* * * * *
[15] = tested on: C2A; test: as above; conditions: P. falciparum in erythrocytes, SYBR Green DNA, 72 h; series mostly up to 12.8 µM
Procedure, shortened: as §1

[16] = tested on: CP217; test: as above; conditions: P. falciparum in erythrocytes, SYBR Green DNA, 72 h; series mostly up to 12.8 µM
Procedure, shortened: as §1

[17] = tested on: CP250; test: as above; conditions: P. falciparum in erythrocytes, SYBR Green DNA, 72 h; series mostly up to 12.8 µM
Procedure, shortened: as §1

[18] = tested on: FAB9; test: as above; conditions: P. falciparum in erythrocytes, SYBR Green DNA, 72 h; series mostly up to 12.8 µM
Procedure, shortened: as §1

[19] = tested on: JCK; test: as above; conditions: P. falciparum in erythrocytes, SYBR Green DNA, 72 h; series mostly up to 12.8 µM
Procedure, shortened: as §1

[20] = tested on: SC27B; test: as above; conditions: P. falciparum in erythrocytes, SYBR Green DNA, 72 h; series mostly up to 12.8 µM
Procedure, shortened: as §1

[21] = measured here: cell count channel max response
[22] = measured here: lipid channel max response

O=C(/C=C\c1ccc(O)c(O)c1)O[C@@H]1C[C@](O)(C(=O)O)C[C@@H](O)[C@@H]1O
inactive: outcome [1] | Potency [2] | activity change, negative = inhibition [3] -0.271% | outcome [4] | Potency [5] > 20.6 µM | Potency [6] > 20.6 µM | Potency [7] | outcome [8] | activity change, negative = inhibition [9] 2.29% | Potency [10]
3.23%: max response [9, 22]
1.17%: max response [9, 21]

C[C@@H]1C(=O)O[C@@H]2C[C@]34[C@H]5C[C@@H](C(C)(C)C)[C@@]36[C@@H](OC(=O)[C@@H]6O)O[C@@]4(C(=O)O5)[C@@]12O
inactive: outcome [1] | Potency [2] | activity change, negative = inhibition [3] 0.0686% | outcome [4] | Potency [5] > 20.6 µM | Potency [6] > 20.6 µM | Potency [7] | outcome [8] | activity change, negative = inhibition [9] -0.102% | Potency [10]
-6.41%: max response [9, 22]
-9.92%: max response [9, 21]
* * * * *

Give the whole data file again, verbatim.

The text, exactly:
[15] = tested on: C2A; test: as above; conditions: P. falciparum in erythrocytes, SYBR Green DNA, 72 h; series mostly up to 12.8 µM
Procedure, shortened: as §1

[16] = tested on: CP217; test: as above; conditions: P. falciparum in erythrocytes, SYBR Green DNA, 72 h; series mostly up to 12.8 µM
Procedure, shortened: as §1

[17] = tested on: CP250; test: as above; conditions: P. falciparum in erythrocytes, SYBR Green DNA, 72 h; series mostly up to 12.8 µM
Procedure, shortened: as §1

[18] = tested on: FAB9; test: as above; conditions: P. falciparum in erythrocytes, SYBR Green DNA, 72 h; series mostly up to 12.8 µM
Procedure, shortened: as §1

[19] = tested on: JCK; test: as above; conditions: P. falciparum in erythrocytes, SYBR Green DNA, 72 h; series mostly up to 12.8 µM
Procedure, shortened: as §1

[20] = tested on: SC27B; test: as above; conditions: P. falciparum in erythrocytes, SYBR Green DNA, 72 h; series mostly up to 12.8 µM
Procedure, shortened: as §1

[21] = measured here: cell count channel max response
[22] = measured here: lipid channel max response

O=C(/C=C\c1ccc(O)c(O)c1)O[C@@H]1C[C@](O)(C(=O)O)C[C@@H](O)[C@@H]1O
inactive: outcome [1] | Potency [2] | activity change, negative = inhibition [3] -0.271% | outcome [4] | Potency [5] > 20.6 µM | Potency [6] > 20.6 µM | Potency [7] | outcome [8] | activity change, negative = inhibition [9] 2.29% | Potency [10]
3.23%: max response [9, 22]
1.17%: max response [9, 21]

C[C@@H]1C(=O)O[C@@H]2C[C@]34[C@H]5C[C@@H](C(C)(C)C)[C@@]36[C@@H](OC(=O)[C@@H]6O)O[C@@]4(C(=O)O5)[C@@]12O
inactive: outcome [1] | Potency [2] | activity change, negative = inhibition [3] 0.0686% | outcome [4] | Potency [5] > 20.6 µM | Potency [6] > 20.6 µM | Potency [7] | outcome [8] | activity change, negative = inhibition [9] -0.102% | Potency [10]
-6.41%: max response [9, 22]
-9.92%: max response [9, 21]